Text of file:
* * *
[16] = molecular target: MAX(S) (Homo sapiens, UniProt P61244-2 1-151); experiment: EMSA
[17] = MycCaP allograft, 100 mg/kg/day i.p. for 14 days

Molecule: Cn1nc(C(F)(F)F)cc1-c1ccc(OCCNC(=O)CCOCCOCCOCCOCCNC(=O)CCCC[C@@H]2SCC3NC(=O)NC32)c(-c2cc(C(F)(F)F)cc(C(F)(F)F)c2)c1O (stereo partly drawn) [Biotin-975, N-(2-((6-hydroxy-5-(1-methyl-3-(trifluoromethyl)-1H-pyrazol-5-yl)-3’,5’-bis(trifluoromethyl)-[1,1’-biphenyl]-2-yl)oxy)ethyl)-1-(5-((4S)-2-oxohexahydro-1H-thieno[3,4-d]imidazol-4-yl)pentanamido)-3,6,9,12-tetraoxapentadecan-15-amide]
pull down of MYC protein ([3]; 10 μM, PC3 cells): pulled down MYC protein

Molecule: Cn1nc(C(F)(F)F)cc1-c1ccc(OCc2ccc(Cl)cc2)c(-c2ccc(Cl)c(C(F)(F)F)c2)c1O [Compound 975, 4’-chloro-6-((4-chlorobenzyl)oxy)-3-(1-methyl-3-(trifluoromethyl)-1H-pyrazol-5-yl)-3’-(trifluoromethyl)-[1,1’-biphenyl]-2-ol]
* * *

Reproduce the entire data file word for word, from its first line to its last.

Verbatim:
[16] = molecular target: MAX(S) (Homo sapiens, UniProt P61244-2 1-151); experiment: EMSA
[17] = MycCaP allograft, 100 mg/kg/day i.p. for 14 days

Molecule: Cn1nc(C(F)(F)F)cc1-c1ccc(OCCNC(=O)CCOCCOCCOCCOCCNC(=O)CCCC[C@@H]2SCC3NC(=O)NC32)c(-c2cc(C(F)(F)F)cc(C(F)(F)F)c2)c1O (stereo partly drawn) [Biotin-975, N-(2-((6-hydroxy-5-(1-methyl-3-(trifluoromethyl)-1H-pyrazol-5-yl)-3’,5’-bis(trifluoromethyl)-[1,1’-biphenyl]-2-yl)oxy)ethyl)-1-(5-((4S)-2-oxohexahydro-1H-thieno[3,4-d]imidazol-4-yl)pentanamido)-3,6,9,12-tetraoxapentadecan-15-amide]
pull down of MYC protein ([3]; 10 μM, PC3 cells): pulled down MYC protein

Molecule: Cn1nc(C(F)(F)F)cc1-c1ccc(OCc2ccc(Cl)cc2)c(-c2ccc(Cl)c(C(F)(F)F)c2)c1O [Compound 975, 4’-chloro-6-((4-chlorobenzyl)oxy)-3-(1-methyl-3-(trifluoromethyl)-1H-pyrazol-5-yl)-3’-(trifluoromethyl)-[1,1’-biphenyl]-2-ol]